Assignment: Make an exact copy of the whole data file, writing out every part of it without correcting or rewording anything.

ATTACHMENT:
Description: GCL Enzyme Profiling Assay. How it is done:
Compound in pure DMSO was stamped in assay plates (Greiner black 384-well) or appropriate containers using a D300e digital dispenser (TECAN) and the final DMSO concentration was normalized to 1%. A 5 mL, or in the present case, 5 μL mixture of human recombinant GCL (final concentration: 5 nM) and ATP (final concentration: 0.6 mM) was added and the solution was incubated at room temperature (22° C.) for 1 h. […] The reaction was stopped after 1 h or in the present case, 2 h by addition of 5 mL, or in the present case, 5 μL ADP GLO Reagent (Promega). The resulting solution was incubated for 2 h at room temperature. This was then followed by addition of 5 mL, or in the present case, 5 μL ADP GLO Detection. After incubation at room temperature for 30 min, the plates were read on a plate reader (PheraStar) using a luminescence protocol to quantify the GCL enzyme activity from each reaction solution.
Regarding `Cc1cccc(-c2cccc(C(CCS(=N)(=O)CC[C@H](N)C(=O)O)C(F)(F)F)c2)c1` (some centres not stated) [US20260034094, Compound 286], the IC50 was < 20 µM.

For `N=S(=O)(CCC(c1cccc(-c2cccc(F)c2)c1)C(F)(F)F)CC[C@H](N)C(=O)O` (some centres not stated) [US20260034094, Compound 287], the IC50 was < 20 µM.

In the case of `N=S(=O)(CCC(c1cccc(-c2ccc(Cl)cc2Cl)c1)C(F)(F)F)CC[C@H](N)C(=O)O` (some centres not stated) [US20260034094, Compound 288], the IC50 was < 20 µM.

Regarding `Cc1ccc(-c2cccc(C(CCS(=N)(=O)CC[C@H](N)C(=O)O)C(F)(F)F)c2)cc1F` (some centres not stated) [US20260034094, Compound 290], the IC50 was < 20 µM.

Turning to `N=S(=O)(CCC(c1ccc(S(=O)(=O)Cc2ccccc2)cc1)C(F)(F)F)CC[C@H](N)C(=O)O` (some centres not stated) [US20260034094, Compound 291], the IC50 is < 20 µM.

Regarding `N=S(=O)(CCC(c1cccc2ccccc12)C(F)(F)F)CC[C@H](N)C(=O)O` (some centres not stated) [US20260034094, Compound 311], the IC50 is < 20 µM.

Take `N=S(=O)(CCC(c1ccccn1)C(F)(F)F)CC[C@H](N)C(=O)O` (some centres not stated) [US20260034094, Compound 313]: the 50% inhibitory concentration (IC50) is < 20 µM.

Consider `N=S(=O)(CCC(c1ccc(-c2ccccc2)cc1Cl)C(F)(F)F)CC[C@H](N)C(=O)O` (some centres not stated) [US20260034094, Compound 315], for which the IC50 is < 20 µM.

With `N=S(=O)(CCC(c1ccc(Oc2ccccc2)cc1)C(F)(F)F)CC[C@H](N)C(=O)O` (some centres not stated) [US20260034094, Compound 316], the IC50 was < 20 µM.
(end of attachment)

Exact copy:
Description: GCL Enzyme Profiling Assay. How it is done:
Compound in pure DMSO was stamped in assay plates (Greiner black 384-well) or appropriate containers using a D300e digital dispenser (TECAN) and the final DMSO concentration was normalized to 1%. A 5 mL, or in the present case, 5 μL mixture of human recombinant GCL (final concentration: 5 nM) and ATP (final concentration: 0.6 mM) was added and the solution was incubated at room temperature (22° C.) for 1 h. […] The reaction was stopped after 1 h or in the present case, 2 h by addition of 5 mL, or in the present case, 5 μL ADP GLO Reagent (Promega). The resulting solution was incubated for 2 h at room temperature. This was then followed by addition of 5 mL, or in the present case, 5 μL ADP GLO Detection. After incubation at room temperature for 30 min, the plates were read on a plate reader (PheraStar) using a luminescence protocol to quantify the GCL enzyme activity from each reaction solution.
Regarding `Cc1cccc(-c2cccc(C(CCS(=N)(=O)CC[C@H](N)C(=O)O)C(F)(F)F)c2)c1` (some centres not stated) [US20260034094, Compound 286], the IC50 was < 20 µM.

For `N=S(=O)(CCC(c1cccc(-c2cccc(F)c2)c1)C(F)(F)F)CC[C@H](N)C(=O)O` (some centres not stated) [US20260034094, Compound 287], the IC50 was < 20 µM.

In the case of `N=S(=O)(CCC(c1cccc(-c2ccc(Cl)cc2Cl)c1)C(F)(F)F)CC[C@H](N)C(=O)O` (some centres not stated) [US20260034094, Compound 288], the IC50 was < 20 µM.

Regarding `Cc1ccc(-c2cccc(C(CCS(=N)(=O)CC[C@H](N)C(=O)O)C(F)(F)F)c2)cc1F` (some centres not stated) [US20260034094, Compound 290], the IC50 was < 20 µM.

Turning to `N=S(=O)(CCC(c1ccc(S(=O)(=O)Cc2ccccc2)cc1)C(F)(F)F)CC[C@H](N)C(=O)O` (some centres not stated) [US20260034094, Compound 291], the IC50 is < 20 µM.

Regarding `N=S(=O)(CCC(c1cccc2ccccc12)C(F)(F)F)CC[C@H](N)C(=O)O` (some centres not stated) [US20260034094, Compound 311], the IC50 is < 20 µM.

Take `N=S(=O)(CCC(c1ccccn1)C(F)(F)F)CC[C@H](N)C(=O)O` (some centres not stated) [US20260034094, Compound 313]: the 50% inhibitory concentration (IC50) is < 20 µM.

Consider `N=S(=O)(CCC(c1ccc(-c2ccccc2)cc1Cl)C(F)(F)F)CC[C@H](N)C(=O)O` (some centres not stated) [US20260034094, Compound 315], for which the IC50 is < 20 µM.

With `N=S(=O)(CCC(c1ccc(Oc2ccccc2)cc1)C(F)(F)F)CC[C@H](N)C(=O)O` (some centres not stated) [US20260034094, Compound 316], the IC50 was < 20 µM.